top of page

Evaporating droplets

Evaporating droplet

Droplet evaporation plays a vital role in various fields of natural science and engineering such as: cloud physics, burning liquid-fuels, air/fuel-premixing, (biological) crystal growth, and painting. Moreover, the high heat transfer rates associated with evaporation suggests its use in contexts with a variety of thermal applications, such as spray-cooling or in the electronics industry for cooling of integrated circuits with high heat dissipation rates. Probably the most common application involving droplet handling and evaporation is ink-jet printing. Using piezo or thermally actuated print heads droplet sizes down to a few picoliters are generated. While home and common office applications rely on aqueous inks containing dyes or pigments, versatile printers suitable for polymer substrates use solvent inks with volatile organic liquids. Yet, ink-jet technology has a potential far beyond these applications, for instance in (bio-)chemistry or electronics, where circuit boards can be inexpensively manufactured by printing the electronic components.

Besides these applications, droplet evaporation reveals several intriguing phenomena and is a prime example of a microfluidic multiphysics system, which is noticeably complex due to the interplay of mass and heat transfer, complex geomteries, interface energy effects as contact angle hysteresis, volumetric forces as gravity, and Marangoni flows.


Dynamics and universal scaling law in geometrically-controlled sessile drop evaporation

Sáenz, P. J., Wray, A. W., Che, Z., Matar, O. K., Valluri, P., Kim, J., & Sefiane, K.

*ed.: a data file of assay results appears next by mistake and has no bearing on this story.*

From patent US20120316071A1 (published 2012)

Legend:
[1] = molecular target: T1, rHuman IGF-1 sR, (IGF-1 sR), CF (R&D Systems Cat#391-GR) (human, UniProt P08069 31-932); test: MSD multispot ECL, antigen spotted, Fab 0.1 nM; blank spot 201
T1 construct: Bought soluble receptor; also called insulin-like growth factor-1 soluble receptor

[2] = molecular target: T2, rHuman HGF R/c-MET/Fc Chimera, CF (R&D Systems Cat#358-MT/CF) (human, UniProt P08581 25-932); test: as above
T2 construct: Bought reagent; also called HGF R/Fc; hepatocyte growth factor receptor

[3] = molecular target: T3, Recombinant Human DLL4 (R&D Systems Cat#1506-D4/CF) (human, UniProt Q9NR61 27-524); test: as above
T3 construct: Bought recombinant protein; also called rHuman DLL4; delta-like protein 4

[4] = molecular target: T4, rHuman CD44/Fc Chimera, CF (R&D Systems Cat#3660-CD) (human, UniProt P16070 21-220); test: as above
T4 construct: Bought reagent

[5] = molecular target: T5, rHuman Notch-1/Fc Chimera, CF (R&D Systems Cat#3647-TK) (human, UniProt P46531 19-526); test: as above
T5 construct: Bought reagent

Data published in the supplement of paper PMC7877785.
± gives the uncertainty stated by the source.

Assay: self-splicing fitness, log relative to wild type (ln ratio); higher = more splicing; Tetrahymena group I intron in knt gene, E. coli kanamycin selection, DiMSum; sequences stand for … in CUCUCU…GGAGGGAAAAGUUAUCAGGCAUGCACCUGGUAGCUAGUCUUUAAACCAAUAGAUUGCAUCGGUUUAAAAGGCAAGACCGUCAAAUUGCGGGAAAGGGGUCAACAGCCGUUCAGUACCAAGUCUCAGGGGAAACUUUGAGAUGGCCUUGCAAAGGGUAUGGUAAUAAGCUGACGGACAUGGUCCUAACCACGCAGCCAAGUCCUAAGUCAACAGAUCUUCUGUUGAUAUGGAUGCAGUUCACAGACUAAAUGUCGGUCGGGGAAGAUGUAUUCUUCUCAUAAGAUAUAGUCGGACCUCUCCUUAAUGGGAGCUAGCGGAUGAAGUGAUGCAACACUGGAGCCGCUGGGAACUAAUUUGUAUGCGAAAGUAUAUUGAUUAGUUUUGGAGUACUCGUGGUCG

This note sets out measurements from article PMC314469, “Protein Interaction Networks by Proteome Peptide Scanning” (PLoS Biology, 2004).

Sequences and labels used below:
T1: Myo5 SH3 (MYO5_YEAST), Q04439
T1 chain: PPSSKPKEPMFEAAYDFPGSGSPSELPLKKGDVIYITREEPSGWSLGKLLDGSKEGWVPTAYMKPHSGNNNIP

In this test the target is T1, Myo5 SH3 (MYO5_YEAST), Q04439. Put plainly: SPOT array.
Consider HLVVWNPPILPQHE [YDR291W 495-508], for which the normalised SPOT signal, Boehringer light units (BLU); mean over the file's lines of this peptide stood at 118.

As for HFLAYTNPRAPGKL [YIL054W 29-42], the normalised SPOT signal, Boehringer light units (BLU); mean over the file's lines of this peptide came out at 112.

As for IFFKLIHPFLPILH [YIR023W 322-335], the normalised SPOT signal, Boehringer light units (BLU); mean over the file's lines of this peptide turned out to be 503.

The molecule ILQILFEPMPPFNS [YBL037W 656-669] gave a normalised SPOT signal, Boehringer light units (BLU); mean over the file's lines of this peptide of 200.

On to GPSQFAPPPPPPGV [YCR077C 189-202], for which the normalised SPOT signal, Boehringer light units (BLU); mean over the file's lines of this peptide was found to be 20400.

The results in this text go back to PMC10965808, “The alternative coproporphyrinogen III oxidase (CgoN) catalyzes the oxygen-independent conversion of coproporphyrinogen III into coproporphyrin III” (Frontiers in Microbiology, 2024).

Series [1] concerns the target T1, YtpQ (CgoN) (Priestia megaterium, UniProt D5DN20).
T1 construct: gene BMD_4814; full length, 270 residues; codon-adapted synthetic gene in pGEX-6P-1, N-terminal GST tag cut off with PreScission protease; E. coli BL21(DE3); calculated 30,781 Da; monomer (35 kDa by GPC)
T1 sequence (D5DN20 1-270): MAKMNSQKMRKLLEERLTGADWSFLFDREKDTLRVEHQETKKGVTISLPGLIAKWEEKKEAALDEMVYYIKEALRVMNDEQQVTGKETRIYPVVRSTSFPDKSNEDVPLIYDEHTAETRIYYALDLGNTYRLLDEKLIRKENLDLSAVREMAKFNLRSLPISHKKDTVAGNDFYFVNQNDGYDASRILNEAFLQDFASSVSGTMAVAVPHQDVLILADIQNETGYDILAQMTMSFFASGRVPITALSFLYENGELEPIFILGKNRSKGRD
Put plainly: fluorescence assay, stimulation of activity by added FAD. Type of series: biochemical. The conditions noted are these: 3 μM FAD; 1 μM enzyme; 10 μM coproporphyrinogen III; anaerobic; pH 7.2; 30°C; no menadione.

Nature Communications, 8, 14783, (2017) [PDF]

The evaporation of a liquid drop on a solid substrate is a remarkably common phenomenon. Yet, the complexity of the underlying mechanisms has constrained previous studies to spherically symmetric configurations. Here we investigate well-defined, non-spherical evaporating drops of pure liquids and binary mixtures. We deduce a universal scaling law for the evaporation rate valid for any shape and demonstrate that more curved regions lead to preferential localized depositions in particle-laden drops. Furthermore, geometry induces well-defined flow structures within the drop that change according to the driving mechanism. In the case of binary mixtures, geometry dictates the spatial segregation of the more volatile component as it is depleted. Our results suggest that the drop geometry can be exploited to prescribe the particle deposition and evaporative dynamics of pure drops and the mixing characteristics of multicomponent drops, which may be of interest to a wide range of industrial and scientific applications.

Press: Imperial College London News


Evaporation of sessile drops: a three-dimensional approach

P.J. Sáenz, K. Sefiane, J. Kim, O.K. Matar and P. Valluri

Journal of Fluid Mechanics772, pp 705-739, (2015) [PDF]

The evaporation of non-axisymmetric sessile drops is studied by means of experiments and three-dimensional direct numerical simulations (DNS). The emergence of azimuthal currents and pairs of counter-rotating vortices in the liquid bulk flow is reported in drops with non-circular contact area. These phenomena, especially the latter, which is also observed experimentally, are found to play a critical role in the transient flow dynamics and associated heat transfer. Non-circular drops exhibit variable wettability along the pinned contact line sensitive to the choice of system parameters, and inversely dependent on the local contact-line curvature, providing a simple criterion for estimating the approximate contact-angle distribution. The evaporation rate is found to vary in the same order of magnitude as the liquid–gas interfacial area. Furthermore, the more complex case of drops evaporating with a moving contact line (MCL) in the constant contact-angle mode is addressed. Interestingly, the numerical results demonstrate that the average interface temperature remains essentially constant as the drop evaporates in the constant-angle (CA) mode, while this increases in the constant-radius (CR) mode as the drops become thinner. It is therefore concluded that, for increasing substrate heating, the evaporation rate increases more rapidly in the CR mode than in the CA mode. In other words, the higher the temperature the larger the difference between the lifetimes of an evaporating drop in the CA mode with respect to that evaporating in the CR mode.

Awards: Winner of the 2014 ARCHER Image Competition, UK National Supercomputing Service.​ 
University of Edinburgh News

bottom of page